I was recently interviewed by Fabulous magazine as part of a feature about “influencers”. The word, the concept, and how people feel about that label in general. They only printed a small portion of the Q&A in the magazine because of space so I thought I’d publish the full answers here on my blog. It seems to be quite a heated topic at the moment, so here are my thoughts, and I’d love to hear yours.
1) How do you feel about the ‘influencer’ tag. Would you classify yourself as one?
I’ve overheard other people/brands call me an influencer which is fine but I would never call myself one. To me the term “influencer” sounds like corporate marketing jargon – which is the opposite of what I’m doing.
I do what I do and sometimes that influences people because of the story or content or passion behind it, but that doesn’t make me wander around introducing myself as an “influencer”, it doesn’t feel right.
2) How do you feel when people are dismissive of it? Is it fairly annoying to have to defend what you do?
I used to have to explain it in the early days, when monetising a blog was new shiny thing, but I think most people understand that it is a full-time job now made up of lots of different moving parts. People always look a bit surprised when I tell them I record, edit, upload and market my podcast all by myself, so I think people are now respecting just how much time creating your own content takes. Channels like podcasts and blogs are much more credible now – my podcast has sponsors like Natwest, Lyst and Hello Fresh and it reaches a lot of people. Nowadays people aren’t dismissive at all, if anything they are more intrigued.
3) A few people like Leandra at Man Repeller have come out recently and said they’re just a bit annoyed at being called an ‘influencer’ – that it devalues what they do to an extent… what do you feel about that?
I agree with her, I think it does devalue what we do. We’re a bunch of content creators: writers, authors, storytellers, editors, photographers. If you’re on a database labelled as just being “An Influencer” then you may get approached with projects that don’t suit you. There are lots of different reasons to work with influencers, from micro-influencers with a few thousand followers, to huge YouTube stars, every project should be really well thought through with objectives that suit that particular project. Influencers want to work on a piece of content they’re proud of instead of being used just to convert sales or get the brand a boost in likes. I don’t think anyone can truly “influence” anyone without some kind of real truthful message behind it.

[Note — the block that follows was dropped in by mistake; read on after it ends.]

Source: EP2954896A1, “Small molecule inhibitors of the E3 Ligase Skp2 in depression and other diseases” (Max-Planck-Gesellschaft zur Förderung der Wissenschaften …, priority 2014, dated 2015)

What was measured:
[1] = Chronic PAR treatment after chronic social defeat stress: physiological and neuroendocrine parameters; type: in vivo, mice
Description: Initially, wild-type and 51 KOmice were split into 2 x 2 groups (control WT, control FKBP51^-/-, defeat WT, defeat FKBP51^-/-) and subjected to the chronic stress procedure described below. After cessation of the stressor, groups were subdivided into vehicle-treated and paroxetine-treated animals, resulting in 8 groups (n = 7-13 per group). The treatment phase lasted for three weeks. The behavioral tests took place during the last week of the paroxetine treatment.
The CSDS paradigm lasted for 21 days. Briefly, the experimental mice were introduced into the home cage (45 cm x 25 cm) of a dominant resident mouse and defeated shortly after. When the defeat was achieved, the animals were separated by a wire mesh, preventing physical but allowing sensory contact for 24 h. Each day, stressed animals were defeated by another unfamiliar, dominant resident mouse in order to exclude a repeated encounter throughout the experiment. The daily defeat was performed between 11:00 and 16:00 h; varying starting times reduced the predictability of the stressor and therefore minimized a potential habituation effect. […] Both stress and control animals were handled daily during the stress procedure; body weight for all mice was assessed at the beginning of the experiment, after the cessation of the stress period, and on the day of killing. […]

4) How do you pick the brands that you work with?
I’ve spent 8 years building my brand and my channels so I’m very clear on what I like and don’t like – so I instantly know if I want to work with a brand or not. They should instantly know by looking at my content, too. I’d be keen to work together if it’s either a brand I already love and talk about, or a brand doing something that makes me feel really excited to be a part of it.
5) When did you first start being approached by brands? Which was the first one?
I think one of the first brands was ASOS around five years ago, I was asked to write a blog post talking about a competition they were running. I love ASOS so I was happy to work with them. It’s exciting when a brand reaches out to you.
6) Why do you think brands want to work with you specifically? What do you think you offer an audience?
I haven’t worked with that many brands yet, because I say no a lot too. I still have quite a clean slate. Whenever I do say “yes” to something, I really put my all behind it. I have a few different platforms which intrigues brands. Podcast sponsorship, the blog, social, my newsletter. Most brands are very open to hearing my ideas first, because I know what works and what doesn’t. I believe in building long-term relationships with brands – I’m not interested in quick wins or doing a one-off Instagram post, I want to create something meaningful. For example with my most recent Microsoft partnership, not only do I adore the technology and vibe of their campaign but I get to celebrate and communicate my real way of working. They have championed my multi-hyphenate career. I’m spreading a message I believe in. I’m very proud of that partnership.
7) When did your career start to take off? Was there one moment when you thought ‘yup, I could make a living from this’?
I’ve worked in agencies and on behalf of brands for years, my first proper job was doing the social media strategy for Dove and getting to work on some amazing campaigns with them. This has helped my career, because I can see the project from the brands perspective too. I want to make it worthwhile for them to work with me. So I’ve been fortunate enough to have some awesome experiences from very early on in my career, all around branding, PR and marketing. When I started to make quite good money on the side of my full-time job from my blog it made me think “maybe I could do this full-time”. I’m lucky though because I always knew what I wanted to do. I’m obsessed with technology, social media, trends, generational divides, what the Internet has done to our lifestyles, and that feeds into everything I do, from my book/podcast/blog/TV. I’ll often get approached by a brand and we’ll work out together which of my platforms would suit their mission better. It has to feel right.